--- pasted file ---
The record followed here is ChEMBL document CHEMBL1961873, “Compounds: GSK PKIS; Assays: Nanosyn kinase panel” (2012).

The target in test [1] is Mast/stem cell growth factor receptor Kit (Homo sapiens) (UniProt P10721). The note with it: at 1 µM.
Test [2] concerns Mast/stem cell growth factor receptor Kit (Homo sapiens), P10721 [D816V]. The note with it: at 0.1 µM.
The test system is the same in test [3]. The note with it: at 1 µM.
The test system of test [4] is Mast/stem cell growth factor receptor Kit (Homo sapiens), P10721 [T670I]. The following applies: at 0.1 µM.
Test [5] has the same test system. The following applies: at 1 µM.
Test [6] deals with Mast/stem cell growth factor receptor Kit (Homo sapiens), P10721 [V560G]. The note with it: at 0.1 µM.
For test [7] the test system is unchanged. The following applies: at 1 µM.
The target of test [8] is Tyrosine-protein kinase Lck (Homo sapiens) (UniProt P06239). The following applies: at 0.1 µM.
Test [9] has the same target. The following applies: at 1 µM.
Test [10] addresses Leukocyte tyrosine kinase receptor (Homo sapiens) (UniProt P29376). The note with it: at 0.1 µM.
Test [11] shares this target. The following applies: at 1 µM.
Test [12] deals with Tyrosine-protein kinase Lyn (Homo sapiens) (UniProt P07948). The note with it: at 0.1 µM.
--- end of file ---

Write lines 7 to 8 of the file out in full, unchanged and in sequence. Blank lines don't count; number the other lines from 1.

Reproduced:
Test [6] deals with Mast/stem cell growth factor receptor Kit (Homo sapiens), P10721 [V560G]. The note with it: at 0.1 µM.
For test [7] the test system is unchanged. The following applies: at 1 µM.